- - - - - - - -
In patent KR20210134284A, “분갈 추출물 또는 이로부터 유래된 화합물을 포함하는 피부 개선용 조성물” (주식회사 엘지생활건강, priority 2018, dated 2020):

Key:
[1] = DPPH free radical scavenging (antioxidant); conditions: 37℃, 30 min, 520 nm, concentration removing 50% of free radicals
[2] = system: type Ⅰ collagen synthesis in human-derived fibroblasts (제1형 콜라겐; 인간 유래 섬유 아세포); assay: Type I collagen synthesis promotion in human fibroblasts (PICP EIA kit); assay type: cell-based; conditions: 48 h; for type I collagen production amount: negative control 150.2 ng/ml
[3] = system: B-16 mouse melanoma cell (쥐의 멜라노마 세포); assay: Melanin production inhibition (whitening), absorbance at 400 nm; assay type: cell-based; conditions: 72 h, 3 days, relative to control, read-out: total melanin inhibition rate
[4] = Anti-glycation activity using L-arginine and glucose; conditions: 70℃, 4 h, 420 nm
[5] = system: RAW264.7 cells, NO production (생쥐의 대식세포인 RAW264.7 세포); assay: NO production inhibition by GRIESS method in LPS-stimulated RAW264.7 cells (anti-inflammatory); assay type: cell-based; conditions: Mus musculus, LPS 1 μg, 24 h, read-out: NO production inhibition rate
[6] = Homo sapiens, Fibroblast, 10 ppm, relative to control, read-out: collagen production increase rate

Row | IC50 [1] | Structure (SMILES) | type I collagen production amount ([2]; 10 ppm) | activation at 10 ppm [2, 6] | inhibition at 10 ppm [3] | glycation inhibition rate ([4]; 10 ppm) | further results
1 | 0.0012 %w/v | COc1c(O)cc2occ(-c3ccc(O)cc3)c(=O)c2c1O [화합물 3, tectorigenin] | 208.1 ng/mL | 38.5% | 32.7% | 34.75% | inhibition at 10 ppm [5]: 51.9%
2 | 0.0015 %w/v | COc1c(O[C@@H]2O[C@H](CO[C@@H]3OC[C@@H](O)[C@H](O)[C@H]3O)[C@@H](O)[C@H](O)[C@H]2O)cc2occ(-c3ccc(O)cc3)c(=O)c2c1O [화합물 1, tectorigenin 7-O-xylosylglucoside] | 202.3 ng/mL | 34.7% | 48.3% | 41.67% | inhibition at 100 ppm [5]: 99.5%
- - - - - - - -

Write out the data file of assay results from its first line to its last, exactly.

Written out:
In patent KR20210134284A, “분갈 추출물 또는 이로부터 유래된 화합물을 포함하는 피부 개선용 조성물” (주식회사 엘지생활건강, priority 2018, dated 2020):

Key:
[1] = DPPH free radical scavenging (antioxidant); conditions: 37℃, 30 min, 520 nm, concentration removing 50% of free radicals
[2] = system: type Ⅰ collagen synthesis in human-derived fibroblasts (제1형 콜라겐; 인간 유래 섬유 아세포); assay: Type I collagen synthesis promotion in human fibroblasts (PICP EIA kit); assay type: cell-based; conditions: 48 h; for type I collagen production amount: negative control 150.2 ng/ml
[3] = system: B-16 mouse melanoma cell (쥐의 멜라노마 세포); assay: Melanin production inhibition (whitening), absorbance at 400 nm; assay type: cell-based; conditions: 72 h, 3 days, relative to control, read-out: total melanin inhibition rate
[4] = Anti-glycation activity using L-arginine and glucose; conditions: 70℃, 4 h, 420 nm
[5] = system: RAW264.7 cells, NO production (생쥐의 대식세포인 RAW264.7 세포); assay: NO production inhibition by GRIESS method in LPS-stimulated RAW264.7 cells (anti-inflammatory); assay type: cell-based; conditions: Mus musculus, LPS 1 μg, 24 h, read-out: NO production inhibition rate
[6] = Homo sapiens, Fibroblast, 10 ppm, relative to control, read-out: collagen production increase rate

Row | IC50 [1] | Structure (SMILES) | type I collagen production amount ([2]; 10 ppm) | activation at 10 ppm [2, 6] | inhibition at 10 ppm [3] | glycation inhibition rate ([4]; 10 ppm) | further results
1 | 0.0012 %w/v | COc1c(O)cc2occ(-c3ccc(O)cc3)c(=O)c2c1O [화합물 3, tectorigenin] | 208.1 ng/mL | 38.5% | 32.7% | 34.75% | inhibition at 10 ppm [5]: 51.9%
2 | 0.0015 %w/v | COc1c(O[C@@H]2O[C@H](CO[C@@H]3OC[C@@H](O)[C@H](O)[C@H]3O)[C@@H](O)[C@H](O)[C@H]2O)cc2occ(-c3ccc(O)cc3)c(=O)c2c1O [화합물 1, tectorigenin 7-O-xylosylglucoside] | 202.3 ng/mL | 34.7% | 48.3% | 41.67% | inhibition at 100 ppm [5]: 99.5%